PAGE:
So do me a favor and check out Beautycounter. That's all. Check it out.
If you want to buy something and switch to safer, go to my social link. Where it says to select an upcoming social, click on my name. And hey, to entice you over to the bright side:

  • If you buy $50 worth of products through by February 16th, you get $10 off!
  • If you buy $100 worth of products through by February 16th, you get $20 off!
  • Anyone who buys using my link or this email by February 16th gets entered to win this No. 3 Balancing Spa Set (reg. $88!):

I really don't think you'll regret it! I know that I don't.

So when my life gets crazy - the dog refuses to get off the couch, my son is whining, or my husband is asking if I realized I didn't put soap in the dishwasher, at least I can get up, wash the dog slobber off my face and go to bed knowing that I'm treating myself to safer products.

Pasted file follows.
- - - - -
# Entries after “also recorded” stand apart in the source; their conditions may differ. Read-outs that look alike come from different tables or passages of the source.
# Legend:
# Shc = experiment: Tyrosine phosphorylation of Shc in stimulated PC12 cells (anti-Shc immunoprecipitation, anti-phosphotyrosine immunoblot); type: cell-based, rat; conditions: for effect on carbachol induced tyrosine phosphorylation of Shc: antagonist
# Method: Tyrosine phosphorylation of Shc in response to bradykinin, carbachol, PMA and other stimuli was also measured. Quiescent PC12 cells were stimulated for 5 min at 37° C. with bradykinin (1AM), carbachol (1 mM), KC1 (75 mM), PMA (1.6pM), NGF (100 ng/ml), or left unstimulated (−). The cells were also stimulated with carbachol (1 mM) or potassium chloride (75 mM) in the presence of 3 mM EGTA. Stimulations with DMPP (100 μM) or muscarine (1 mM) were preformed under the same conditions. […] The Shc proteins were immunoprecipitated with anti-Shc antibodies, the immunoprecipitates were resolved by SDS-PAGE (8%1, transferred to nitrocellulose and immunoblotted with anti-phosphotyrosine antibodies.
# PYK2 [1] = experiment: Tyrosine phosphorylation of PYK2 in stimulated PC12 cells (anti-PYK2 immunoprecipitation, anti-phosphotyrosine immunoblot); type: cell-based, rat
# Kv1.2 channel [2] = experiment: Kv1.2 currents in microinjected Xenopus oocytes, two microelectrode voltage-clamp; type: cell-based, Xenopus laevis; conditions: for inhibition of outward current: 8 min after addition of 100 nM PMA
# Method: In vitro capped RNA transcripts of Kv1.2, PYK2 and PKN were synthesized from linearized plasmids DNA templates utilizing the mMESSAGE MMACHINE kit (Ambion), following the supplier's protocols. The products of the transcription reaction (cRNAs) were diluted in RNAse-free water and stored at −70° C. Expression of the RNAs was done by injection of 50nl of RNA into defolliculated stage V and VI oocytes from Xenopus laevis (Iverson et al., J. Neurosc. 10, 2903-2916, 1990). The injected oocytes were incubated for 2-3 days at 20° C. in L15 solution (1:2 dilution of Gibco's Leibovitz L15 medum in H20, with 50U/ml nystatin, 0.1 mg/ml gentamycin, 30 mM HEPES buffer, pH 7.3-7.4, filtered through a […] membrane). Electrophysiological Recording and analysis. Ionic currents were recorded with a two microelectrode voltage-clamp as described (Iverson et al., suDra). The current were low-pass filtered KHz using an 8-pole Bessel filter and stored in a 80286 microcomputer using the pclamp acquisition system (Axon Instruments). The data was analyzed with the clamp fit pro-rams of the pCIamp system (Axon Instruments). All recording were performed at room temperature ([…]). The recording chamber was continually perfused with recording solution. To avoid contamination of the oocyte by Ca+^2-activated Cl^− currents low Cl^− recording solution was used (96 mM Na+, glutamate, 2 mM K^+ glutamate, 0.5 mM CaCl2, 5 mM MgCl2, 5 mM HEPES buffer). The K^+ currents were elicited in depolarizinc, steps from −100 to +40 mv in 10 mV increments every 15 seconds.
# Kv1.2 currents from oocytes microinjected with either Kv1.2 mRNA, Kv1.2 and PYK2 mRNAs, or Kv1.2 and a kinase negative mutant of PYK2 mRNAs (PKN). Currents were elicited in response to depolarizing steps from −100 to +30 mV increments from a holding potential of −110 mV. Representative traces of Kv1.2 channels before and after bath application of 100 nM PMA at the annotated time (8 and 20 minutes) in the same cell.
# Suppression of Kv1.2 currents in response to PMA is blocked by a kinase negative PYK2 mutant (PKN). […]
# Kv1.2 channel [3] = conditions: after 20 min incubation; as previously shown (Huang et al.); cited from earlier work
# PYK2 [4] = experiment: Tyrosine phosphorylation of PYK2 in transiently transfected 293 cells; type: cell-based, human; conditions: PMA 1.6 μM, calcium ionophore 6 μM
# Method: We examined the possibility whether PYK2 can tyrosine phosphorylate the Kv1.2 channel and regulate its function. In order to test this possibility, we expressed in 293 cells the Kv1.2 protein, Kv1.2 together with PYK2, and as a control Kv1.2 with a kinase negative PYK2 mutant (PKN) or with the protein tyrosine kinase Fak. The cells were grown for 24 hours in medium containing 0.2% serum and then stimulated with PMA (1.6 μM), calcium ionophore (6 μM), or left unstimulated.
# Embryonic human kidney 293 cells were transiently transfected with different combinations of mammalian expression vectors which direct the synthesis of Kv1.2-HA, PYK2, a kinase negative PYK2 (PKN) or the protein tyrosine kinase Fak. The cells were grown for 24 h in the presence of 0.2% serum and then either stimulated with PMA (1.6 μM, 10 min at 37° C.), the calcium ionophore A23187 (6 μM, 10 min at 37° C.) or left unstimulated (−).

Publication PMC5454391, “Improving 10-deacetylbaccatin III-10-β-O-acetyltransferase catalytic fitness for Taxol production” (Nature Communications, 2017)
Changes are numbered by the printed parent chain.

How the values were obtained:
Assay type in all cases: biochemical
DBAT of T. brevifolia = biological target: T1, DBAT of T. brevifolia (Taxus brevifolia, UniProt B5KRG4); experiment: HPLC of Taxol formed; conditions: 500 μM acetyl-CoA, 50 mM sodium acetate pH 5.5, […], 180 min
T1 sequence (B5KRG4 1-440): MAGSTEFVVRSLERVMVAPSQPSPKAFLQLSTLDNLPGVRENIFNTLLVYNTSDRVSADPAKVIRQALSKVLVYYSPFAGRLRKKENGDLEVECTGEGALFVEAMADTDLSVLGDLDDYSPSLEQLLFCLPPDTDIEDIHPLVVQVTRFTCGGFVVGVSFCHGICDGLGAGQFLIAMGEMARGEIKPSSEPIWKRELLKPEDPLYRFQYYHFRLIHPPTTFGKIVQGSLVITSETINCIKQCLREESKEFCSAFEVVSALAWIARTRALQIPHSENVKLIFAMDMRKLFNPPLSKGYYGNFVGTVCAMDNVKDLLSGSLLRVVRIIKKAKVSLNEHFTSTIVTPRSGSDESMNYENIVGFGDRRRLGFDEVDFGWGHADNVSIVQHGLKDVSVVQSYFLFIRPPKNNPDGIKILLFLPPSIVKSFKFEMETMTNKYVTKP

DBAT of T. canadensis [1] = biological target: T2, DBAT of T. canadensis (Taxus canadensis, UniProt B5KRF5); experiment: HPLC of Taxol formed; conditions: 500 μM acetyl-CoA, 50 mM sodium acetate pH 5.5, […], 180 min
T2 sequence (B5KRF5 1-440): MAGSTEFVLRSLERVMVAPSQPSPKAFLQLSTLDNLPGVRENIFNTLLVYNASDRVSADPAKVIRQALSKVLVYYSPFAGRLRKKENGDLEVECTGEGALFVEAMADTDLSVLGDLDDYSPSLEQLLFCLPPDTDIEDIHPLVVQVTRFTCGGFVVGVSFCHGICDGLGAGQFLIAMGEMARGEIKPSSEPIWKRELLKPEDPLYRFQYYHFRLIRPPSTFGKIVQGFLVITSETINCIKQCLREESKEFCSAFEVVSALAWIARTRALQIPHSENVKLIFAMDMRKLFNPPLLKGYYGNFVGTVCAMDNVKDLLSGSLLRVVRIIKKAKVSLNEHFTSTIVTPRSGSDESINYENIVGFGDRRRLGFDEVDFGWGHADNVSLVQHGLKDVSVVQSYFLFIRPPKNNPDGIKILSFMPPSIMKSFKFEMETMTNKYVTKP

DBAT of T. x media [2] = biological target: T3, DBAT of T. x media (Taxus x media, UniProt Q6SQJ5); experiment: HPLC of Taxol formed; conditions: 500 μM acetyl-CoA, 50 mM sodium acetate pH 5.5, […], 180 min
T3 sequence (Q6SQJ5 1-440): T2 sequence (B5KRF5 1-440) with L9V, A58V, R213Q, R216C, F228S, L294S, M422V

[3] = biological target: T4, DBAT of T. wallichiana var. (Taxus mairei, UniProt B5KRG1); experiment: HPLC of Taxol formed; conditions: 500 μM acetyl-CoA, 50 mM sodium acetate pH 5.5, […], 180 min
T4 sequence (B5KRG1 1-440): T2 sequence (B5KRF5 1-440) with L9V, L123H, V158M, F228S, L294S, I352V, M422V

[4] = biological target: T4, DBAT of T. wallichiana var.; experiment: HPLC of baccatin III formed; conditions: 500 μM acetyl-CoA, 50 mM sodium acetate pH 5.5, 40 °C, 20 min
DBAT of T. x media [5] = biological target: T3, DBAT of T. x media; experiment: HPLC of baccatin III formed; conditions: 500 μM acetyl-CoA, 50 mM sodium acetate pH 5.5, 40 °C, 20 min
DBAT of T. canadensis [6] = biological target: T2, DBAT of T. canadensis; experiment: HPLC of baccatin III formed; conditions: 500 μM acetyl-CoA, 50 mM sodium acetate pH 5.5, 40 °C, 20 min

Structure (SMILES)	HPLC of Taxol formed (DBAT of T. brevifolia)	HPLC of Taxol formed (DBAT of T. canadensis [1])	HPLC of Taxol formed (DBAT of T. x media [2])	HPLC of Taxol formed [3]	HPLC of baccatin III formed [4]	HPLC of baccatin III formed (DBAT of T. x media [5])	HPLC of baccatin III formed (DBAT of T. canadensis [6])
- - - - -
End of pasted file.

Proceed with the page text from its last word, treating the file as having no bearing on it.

And that makes me a better me!

Wouldn't it be nice if they sold wine?

Monday, January 22, 2018

Happy Birthday Elliott Shay!

Elliott Shay Paff, the big five year old
Stood at the top of the mountain and told
God about her plans for her future and He
Said, “My, what a lot of things you want to be!

“I hear you when you say that you’ll
Be an astronaut and own a swimming pool.
I understand that you want to open a zoo
And train leopards, tigers, and even newts.

“I can see you as a ballerina who dances on stage,
And a writer and illustrator who livens up the page.
Wait - you want to be a doctor and a violin instructor
At the same time as a philanthropist and subway conductor?

“The President of the United States AND
A lobbyist for science and research?
A singer, a CEO, architect AND
A French cheese connoisseur?

“Whoa, Elliott, let me sit down a minute.
I think you ought to, maybe, put a pin in it.
I appreciate the thought you’ve given this, lamb,
But I want to hear your life’s ambition; your plan.

“You see, I, who have given life to mankind,
Sounds to the deaf, and sight to the blind,
Think no one should have to stifle their dreams
Even if they’re not completely mainstream.

“So if there’s a fire in your belly and few complications
Become a teacher and a fighter in a fire station.
But be sure to do so with the purest of heart
And unto the world, do love and compassion impart.”

Elliott smiled and gazed up at God’s face
She said, “Thank you, Lord, for your goodness and grace.
Can you, perhaps, do me a little favor
And help me face the rest of the world a little braver?